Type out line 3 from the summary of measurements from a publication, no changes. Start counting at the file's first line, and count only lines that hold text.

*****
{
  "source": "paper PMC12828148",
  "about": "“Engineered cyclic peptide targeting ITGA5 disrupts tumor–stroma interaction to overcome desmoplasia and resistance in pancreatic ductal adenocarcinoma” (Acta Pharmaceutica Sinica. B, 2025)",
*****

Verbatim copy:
  "about": "“Engineered cyclic peptide targeting ITGA5 disrupts tumor–stroma interaction to overcome desmoplasia and resistance in pancreatic ductal adenocarcinoma” (Acta Pharmaceutica Sinica. B, 2025)",